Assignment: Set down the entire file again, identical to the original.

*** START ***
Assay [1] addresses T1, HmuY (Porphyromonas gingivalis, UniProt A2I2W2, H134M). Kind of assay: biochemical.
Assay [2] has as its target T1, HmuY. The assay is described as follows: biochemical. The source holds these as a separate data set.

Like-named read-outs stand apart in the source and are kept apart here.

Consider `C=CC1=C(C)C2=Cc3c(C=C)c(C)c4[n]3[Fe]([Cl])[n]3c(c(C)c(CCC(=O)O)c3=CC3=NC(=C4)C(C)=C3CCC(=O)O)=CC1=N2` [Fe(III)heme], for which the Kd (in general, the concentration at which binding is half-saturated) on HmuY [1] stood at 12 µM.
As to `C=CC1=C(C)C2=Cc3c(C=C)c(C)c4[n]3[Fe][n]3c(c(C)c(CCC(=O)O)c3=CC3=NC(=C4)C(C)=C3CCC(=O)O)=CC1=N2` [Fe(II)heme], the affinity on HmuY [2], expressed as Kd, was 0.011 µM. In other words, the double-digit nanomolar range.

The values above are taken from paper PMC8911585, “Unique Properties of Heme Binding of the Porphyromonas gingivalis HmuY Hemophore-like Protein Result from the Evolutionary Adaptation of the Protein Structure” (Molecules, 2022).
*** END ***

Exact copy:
Assay [1] addresses T1, HmuY (Porphyromonas gingivalis, UniProt A2I2W2, H134M). Kind of assay: biochemical.
Assay [2] has as its target T1, HmuY. The assay is described as follows: biochemical. The source holds these as a separate data set.

Like-named read-outs stand apart in the source and are kept apart here.

Consider `C=CC1=C(C)C2=Cc3c(C=C)c(C)c4[n]3[Fe]([Cl])[n]3c(c(C)c(CCC(=O)O)c3=CC3=NC(=C4)C(C)=C3CCC(=O)O)=CC1=N2` [Fe(III)heme], for which the Kd (in general, the concentration at which binding is half-saturated) on HmuY [1] stood at 12 µM.
As to `C=CC1=C(C)C2=Cc3c(C=C)c(C)c4[n]3[Fe][n]3c(c(C)c(CCC(=O)O)c3=CC3=NC(=C4)C(C)=C3CCC(=O)O)=CC1=N2` [Fe(II)heme], the affinity on HmuY [2], expressed as Kd, was 0.011 µM. In other words, the double-digit nanomolar range.

The values above are taken from paper PMC8911585, “Unique Properties of Heme Binding of the Porphyromonas gingivalis HmuY Hemophore-like Protein Result from the Evolutionary Adaptation of the Protein Structure” (Molecules, 2022).